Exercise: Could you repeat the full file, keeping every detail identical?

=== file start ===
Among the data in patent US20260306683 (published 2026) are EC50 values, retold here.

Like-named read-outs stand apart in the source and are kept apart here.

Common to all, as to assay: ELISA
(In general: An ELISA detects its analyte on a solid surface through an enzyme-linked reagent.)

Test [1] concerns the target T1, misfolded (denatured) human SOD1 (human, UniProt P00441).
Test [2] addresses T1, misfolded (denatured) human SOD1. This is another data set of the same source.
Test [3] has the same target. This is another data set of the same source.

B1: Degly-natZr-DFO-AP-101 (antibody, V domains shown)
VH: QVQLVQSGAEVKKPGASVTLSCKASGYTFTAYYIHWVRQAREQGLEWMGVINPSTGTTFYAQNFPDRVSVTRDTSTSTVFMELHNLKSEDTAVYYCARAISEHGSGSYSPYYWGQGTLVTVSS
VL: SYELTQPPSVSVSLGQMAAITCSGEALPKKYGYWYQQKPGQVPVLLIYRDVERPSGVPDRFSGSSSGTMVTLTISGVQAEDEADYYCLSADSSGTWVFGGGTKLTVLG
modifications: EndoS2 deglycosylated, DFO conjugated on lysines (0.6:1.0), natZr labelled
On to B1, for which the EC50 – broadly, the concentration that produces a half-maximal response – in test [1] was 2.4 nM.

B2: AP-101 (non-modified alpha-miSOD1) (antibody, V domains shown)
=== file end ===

Among the data in patent US20260306683 (published 2026) are EC50 values, retold here.

Like-named read-outs stand apart in the source and are kept apart here.

Common to all, as to assay: ELISA
(In general: An ELISA detects its analyte on a solid surface through an enzyme-linked reagent.)

Test [1] concerns the target T1, misfolded (denatured) human SOD1 (human, UniProt P00441).
Test [2] addresses T1, misfolded (denatured) human SOD1. This is another data set of the same source.
Test [3] has the same target. This is another data set of the same source.

B1: Degly-natZr-DFO-AP-101 (antibody, V domains shown)
VH: QVQLVQSGAEVKKPGASVTLSCKASGYTFTAYYIHWVRQAREQGLEWMGVINPSTGTTFYAQNFPDRVSVTRDTSTSTVFMELHNLKSEDTAVYYCARAISEHGSGSYSPYYWGQGTLVTVSS
VL: SYELTQPPSVSVSLGQMAAITCSGEALPKKYGYWYQQKPGQVPVLLIYRDVERPSGVPDRFSGSSSGTMVTLTISGVQAEDEADYYCLSADSSGTWVFGGGTKLTVLG
modifications: EndoS2 deglycosylated, DFO conjugated on lysines (0.6:1.0), natZr labelled
On to B1, for which the EC50 – broadly, the concentration that produces a half-maximal response – in test [1] was 2.4 nM.

B2: AP-101 (non-modified alpha-miSOD1) (antibody, V domains shown)